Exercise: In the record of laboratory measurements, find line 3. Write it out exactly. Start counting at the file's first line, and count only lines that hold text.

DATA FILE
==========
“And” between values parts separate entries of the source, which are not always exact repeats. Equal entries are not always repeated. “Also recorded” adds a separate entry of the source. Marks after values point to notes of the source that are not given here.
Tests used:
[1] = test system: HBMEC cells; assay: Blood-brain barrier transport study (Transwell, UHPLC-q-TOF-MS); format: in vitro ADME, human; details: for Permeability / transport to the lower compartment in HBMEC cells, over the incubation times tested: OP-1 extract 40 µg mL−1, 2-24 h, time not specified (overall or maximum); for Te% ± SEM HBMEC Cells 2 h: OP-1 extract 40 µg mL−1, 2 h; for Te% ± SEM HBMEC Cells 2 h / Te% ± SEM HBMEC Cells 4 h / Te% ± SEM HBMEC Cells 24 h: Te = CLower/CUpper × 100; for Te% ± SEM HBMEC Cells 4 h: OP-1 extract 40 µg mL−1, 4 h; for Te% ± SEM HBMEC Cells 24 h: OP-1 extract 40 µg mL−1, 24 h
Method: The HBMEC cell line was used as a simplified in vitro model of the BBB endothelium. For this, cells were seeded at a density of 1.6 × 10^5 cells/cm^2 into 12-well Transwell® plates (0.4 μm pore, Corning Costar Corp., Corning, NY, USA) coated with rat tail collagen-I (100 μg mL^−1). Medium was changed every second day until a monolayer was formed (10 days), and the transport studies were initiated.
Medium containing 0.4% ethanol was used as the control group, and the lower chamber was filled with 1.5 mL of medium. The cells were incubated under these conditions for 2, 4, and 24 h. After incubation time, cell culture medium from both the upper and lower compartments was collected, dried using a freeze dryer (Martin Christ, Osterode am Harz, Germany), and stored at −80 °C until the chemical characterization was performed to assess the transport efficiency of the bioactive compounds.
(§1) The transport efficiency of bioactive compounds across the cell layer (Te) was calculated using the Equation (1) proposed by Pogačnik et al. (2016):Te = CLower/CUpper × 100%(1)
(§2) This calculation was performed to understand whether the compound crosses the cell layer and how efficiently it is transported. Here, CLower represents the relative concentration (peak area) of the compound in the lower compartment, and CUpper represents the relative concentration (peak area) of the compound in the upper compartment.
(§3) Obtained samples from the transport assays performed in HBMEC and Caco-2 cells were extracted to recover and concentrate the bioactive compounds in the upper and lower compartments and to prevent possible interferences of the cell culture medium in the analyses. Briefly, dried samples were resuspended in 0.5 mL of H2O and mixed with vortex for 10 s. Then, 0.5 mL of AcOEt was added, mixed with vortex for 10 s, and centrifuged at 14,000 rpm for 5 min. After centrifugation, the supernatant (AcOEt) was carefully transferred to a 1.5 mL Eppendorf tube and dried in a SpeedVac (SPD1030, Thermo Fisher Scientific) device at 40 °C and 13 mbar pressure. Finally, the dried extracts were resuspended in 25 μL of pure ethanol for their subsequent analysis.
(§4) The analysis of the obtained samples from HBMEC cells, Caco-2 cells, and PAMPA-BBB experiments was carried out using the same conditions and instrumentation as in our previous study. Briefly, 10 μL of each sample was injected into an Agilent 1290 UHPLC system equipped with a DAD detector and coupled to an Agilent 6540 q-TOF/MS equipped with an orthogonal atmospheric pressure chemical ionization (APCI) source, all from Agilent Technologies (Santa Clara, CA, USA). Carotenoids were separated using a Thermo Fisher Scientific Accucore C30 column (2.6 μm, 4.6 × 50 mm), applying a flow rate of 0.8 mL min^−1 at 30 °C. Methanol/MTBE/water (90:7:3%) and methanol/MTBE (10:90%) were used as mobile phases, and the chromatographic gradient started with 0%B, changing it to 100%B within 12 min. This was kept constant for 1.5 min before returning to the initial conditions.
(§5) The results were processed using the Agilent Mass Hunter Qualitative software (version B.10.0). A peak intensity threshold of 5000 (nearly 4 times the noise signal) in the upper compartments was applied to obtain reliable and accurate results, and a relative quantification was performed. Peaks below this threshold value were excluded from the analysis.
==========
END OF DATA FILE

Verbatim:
[1] = test system: HBMEC cells; assay: Blood-brain barrier transport study (Transwell, UHPLC-q-TOF-MS); format: in vitro ADME, human; details: for Permeability / transport to the lower compartment in HBMEC cells, over the incubation times tested: OP-1 extract 40 µg mL−1, 2-24 h, time not specified (overall or maximum); for Te% ± SEM HBMEC Cells 2 h: OP-1 extract 40 µg mL−1, 2 h; for Te% ± SEM HBMEC Cells 2 h / Te% ± SEM HBMEC Cells 4 h / Te% ± SEM HBMEC Cells 24 h: Te = CLower/CUpper × 100; for Te% ± SEM HBMEC Cells 4 h: OP-1 extract 40 µg mL−1, 4 h; for Te% ± SEM HBMEC Cells 24 h: OP-1 extract 40 µg mL−1, 24 h